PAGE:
Serving Jesus and soft drinks — at 38,000 feet
NEWNAN, Ga. — On a typical Sunday, Alan Henderson shares…
NEWNAN, Ga. — I do some of my best journalism with a fork in my hand.
Or maybe I just love eating.
For my front-page story on bivocational ministry, I caught up with Alan Henderson at Hartsfield-Jackson Atlanta International Airport.
Henderson, who works as a Frontier Airlines flight attendant and preaches for the Newnan Church of Christ, had spent a big portion of the previous 24 hours in the air.
As we drove south on Interstate 85 toward Newnan, I quizzed Henderson about his dual roles in the sky and behind the pulpit.
Then we kept the conversation going over lunch at Sprayberry’s Bar-B-Q.
The popular local eatery features signs urging diners to “Pig Out.” Pictures highlight famous residents, such as country singer Alan Jackson and late humor columnist Lewis Grizzard.
I ordered the fried catfish platter (I highly recommend it) and enjoyed a slice of chocolate cream pie for dessert. But enough about my not-so-healthy diet.
Besides Henderson, about 40 bivocational ministers across the nation offered helpful feedback for my story.
I can’t mention all of them, but I thought I’d share some of their insights:
“I decided to pursue a business degree instead of a Bible degree. There were numerous factors. … For one, I am not a fan of the way preachers are sometimes expected to fill the role of a pastor. Churches should be founded upon the work of common, everyday Christians rather than relying on a few professional clergymen.” — Tyler Boyd, banker, deacon of the Olive Branch Church of Christ in Mississippi and frequent fill-in preacher
“The greatest benefit I’ve seen is in the realm of taxes, retirement and other benefits which most churches do not offer their ministers.” — Joshua Dement, funeral director and minister for the Pyburn Street Church of Christ in Pocahontas, Ark.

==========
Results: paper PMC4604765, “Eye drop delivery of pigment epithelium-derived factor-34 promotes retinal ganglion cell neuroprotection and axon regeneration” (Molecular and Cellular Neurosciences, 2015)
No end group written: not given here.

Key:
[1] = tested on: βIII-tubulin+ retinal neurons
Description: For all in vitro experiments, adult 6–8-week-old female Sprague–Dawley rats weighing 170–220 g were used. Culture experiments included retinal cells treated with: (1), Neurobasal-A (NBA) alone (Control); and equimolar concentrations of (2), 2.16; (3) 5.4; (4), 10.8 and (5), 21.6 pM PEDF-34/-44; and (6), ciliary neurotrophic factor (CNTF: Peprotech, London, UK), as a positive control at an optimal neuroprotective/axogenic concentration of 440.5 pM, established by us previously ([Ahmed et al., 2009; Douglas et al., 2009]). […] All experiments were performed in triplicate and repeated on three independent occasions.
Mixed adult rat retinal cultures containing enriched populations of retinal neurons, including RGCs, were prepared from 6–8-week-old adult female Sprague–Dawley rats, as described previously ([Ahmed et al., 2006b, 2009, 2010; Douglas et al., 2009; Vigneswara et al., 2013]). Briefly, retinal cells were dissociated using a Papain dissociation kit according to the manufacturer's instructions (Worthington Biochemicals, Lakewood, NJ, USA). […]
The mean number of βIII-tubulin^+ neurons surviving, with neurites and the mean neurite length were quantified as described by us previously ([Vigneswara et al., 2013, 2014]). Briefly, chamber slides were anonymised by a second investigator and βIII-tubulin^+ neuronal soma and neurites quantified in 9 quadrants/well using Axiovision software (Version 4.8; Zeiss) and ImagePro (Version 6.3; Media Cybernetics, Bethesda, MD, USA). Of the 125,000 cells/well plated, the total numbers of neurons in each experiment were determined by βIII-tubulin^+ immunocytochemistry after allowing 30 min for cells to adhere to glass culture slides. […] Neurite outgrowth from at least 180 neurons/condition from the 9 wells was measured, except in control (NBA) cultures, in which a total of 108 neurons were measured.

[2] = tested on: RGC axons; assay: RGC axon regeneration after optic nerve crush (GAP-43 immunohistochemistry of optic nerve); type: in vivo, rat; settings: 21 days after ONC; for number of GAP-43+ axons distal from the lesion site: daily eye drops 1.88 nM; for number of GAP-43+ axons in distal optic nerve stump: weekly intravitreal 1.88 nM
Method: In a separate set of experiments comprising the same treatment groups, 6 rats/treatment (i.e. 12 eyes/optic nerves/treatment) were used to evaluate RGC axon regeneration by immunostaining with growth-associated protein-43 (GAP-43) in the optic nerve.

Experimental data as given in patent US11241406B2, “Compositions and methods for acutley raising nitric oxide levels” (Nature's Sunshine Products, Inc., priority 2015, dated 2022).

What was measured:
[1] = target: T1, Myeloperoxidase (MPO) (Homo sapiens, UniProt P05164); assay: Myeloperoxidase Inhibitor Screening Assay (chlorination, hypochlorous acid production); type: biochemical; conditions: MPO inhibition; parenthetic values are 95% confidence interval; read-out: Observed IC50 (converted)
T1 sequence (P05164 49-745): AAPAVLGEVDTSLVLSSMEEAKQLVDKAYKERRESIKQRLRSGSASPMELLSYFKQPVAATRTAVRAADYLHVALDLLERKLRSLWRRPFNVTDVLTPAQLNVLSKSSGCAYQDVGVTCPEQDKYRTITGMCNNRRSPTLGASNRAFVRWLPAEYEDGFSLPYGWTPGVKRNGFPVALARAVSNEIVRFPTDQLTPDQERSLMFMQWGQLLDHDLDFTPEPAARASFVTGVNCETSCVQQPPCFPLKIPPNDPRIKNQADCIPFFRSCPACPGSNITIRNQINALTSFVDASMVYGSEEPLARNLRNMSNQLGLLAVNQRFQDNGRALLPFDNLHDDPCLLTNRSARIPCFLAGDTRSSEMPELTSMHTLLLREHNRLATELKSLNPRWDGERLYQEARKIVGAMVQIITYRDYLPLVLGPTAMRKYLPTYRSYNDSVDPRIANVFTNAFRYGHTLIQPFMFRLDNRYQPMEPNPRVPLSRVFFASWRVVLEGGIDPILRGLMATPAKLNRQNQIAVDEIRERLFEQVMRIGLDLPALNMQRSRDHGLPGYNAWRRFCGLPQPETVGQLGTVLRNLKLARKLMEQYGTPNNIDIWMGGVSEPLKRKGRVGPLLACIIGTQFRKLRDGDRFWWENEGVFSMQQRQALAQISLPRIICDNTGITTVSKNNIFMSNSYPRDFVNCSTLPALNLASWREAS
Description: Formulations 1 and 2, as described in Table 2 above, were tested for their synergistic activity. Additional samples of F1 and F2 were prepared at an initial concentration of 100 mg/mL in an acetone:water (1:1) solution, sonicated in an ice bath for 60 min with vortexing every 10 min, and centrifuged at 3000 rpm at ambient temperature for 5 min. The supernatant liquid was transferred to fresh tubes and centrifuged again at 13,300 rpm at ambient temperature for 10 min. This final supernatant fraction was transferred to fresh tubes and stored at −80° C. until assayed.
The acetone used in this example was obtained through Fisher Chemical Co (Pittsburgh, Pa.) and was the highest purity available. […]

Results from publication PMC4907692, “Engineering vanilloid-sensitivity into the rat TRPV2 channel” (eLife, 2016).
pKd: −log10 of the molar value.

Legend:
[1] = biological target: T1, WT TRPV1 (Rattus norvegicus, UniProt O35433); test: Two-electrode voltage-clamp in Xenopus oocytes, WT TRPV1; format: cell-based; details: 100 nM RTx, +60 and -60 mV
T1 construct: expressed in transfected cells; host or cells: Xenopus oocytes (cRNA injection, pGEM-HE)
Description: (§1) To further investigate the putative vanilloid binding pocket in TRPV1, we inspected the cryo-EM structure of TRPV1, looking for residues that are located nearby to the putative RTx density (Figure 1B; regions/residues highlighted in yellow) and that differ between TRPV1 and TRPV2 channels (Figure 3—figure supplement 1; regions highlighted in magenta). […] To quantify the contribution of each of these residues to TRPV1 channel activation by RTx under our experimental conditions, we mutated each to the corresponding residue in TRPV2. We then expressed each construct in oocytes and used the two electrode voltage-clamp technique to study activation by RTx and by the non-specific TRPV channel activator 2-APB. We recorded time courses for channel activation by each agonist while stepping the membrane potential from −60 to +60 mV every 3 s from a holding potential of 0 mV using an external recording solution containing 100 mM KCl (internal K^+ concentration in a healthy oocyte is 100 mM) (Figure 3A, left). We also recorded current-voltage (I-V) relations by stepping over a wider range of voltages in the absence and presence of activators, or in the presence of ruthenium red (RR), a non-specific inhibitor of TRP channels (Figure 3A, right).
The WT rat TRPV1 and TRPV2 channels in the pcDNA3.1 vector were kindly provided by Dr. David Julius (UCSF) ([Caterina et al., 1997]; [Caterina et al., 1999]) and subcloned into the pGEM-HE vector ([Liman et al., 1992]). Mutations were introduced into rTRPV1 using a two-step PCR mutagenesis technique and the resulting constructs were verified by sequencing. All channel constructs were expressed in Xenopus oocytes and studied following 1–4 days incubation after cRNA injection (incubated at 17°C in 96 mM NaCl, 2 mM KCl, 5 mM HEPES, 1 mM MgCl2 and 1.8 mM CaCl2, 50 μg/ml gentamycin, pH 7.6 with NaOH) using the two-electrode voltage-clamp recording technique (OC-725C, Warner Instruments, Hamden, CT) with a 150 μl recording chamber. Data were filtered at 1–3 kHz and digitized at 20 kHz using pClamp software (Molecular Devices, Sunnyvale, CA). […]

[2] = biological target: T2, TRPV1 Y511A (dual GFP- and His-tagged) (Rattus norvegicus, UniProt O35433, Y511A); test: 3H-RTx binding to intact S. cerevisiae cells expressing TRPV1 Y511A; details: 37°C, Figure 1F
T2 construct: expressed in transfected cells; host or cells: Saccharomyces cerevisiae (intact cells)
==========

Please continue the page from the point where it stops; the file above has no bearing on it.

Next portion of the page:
“I think every congregation needs to evaluate … what their vision is to bring the good news to their community. … Sometimes that may require a minister to be fully devoted (in occupation) to just the congregation. Other times it might be even more beneficial to have someone with a skill set that has them currently working a secular job as well. I don’t think there is just one formula for success here.” — Ghavinn Crutcher, mental health clinician and lead minister for the Elk Grove Church of Christ in California
“It is refreshing to pour myself into the Word, seeking ways to creatively and effectively present biblical truths without the collateral concerns of congregation bureaucracy, which often obscures the mission of the church. Working daily in the ‘real world’ also seems to provide a sense of relatedness and connection to the members sometimes missed in the disconnect between preachers and the congregants.” — Bruce Dimick, marriage and family therapist and preacher for the Haven Church of Christ in Kansas
“In my conversations with other members, they appreciate the ‘real-life perspective’ that a vocational minister brings to the pulpit as it adds to the message. Vocational ministers have ‘been there, done that,’ allowing them to have knowledge and experience that many of the young to very-young graduates of preaching schools do not have.” — Kevin Tackett, public school teacher and minister/elder of the Woodhaven Church of Christ in Chatsworth, Ga.
“It is rewarding for me to serve as a minister, but the challenges get heavy at times. … It weighs on me when I can’t meet the needs of the flock due to my full-time career. I also know that doing all that I do, my cup is emptied so much quicker than it would be just doing one job, especially being the father of two at home. … I have had to make very concentrated efforts at making sure I take time for rest, balance and just learning to set aside some time to be with my family at home or take a trip and just give myself time to refill my cup.” — Landon Lewis, public school choir teacher and drumline director and minister for the Ninnekah Church of Christ in Oklahoma
“The growth of the church does not depend on the minister but on the commitment of the congregation to follow the commands of God. As we go into the world, we are to make disciples, baptizing them. We can’t pay someone else to do that for us.” — Don Brooker, business owner and minister for the Cross City Church of Christ in Florida
BOBBY ROSS JR. is Editor-in-Chief of The Christian Chronicle. Reach him at [email protected]
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